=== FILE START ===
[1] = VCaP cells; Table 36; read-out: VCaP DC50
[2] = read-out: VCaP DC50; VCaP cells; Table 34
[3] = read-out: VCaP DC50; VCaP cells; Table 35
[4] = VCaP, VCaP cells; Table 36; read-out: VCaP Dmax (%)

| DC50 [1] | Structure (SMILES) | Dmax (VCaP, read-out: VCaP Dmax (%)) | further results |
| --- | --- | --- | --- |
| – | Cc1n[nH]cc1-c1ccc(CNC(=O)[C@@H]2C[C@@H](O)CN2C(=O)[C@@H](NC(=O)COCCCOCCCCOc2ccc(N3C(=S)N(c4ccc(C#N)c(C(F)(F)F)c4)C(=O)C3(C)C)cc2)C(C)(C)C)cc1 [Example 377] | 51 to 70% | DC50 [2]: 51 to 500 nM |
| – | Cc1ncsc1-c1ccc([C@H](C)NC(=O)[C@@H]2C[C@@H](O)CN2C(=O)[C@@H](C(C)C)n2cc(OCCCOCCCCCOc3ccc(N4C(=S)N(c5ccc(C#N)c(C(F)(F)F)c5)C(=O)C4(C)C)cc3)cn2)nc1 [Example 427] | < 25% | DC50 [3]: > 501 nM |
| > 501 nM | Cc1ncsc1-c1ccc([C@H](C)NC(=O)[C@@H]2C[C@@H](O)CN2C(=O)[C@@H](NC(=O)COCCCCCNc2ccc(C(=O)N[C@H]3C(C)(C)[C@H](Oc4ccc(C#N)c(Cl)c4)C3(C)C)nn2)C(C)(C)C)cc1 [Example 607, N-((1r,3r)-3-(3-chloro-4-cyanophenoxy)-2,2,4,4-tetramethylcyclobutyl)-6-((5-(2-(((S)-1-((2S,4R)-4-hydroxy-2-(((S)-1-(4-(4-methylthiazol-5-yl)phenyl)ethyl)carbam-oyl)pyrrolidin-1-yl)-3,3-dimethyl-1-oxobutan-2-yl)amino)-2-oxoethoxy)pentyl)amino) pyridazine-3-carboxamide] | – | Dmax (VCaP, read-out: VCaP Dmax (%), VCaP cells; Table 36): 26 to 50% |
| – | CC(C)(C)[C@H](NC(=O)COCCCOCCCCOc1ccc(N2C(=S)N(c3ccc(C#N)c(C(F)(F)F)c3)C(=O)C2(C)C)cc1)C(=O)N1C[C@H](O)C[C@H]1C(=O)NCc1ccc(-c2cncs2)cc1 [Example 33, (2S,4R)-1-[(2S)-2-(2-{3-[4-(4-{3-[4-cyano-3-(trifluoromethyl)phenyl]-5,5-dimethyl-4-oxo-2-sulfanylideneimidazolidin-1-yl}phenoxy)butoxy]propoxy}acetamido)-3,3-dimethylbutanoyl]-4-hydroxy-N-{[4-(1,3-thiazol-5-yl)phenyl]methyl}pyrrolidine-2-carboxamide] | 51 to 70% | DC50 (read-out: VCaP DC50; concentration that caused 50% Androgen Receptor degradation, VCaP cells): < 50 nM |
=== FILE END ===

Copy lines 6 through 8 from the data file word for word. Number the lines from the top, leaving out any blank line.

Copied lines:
| --- | --- | --- | --- |
| – | Cc1n[nH]cc1-c1ccc(CNC(=O)[C@@H]2C[C@@H](O)CN2C(=O)[C@@H](NC(=O)COCCCOCCCCOc2ccc(N3C(=S)N(c4ccc(C#N)c(C(F)(F)F)c4)C(=O)C3(C)C)cc2)C(C)(C)C)cc1 [Example 377] | 51 to 70% | DC50 [2]: 51 to 500 nM |
| – | Cc1ncsc1-c1ccc([C@H](C)NC(=O)[C@@H]2C[C@@H](O)CN2C(=O)[C@@H](C(C)C)n2cc(OCCCOCCCCCOc3ccc(N4C(=S)N(c5ccc(C#N)c(C(F)(F)F)c5)C(=O)C4(C)C)cc3)cn2)nc1 [Example 427] | < 25% | DC50 [3]: > 501 nM |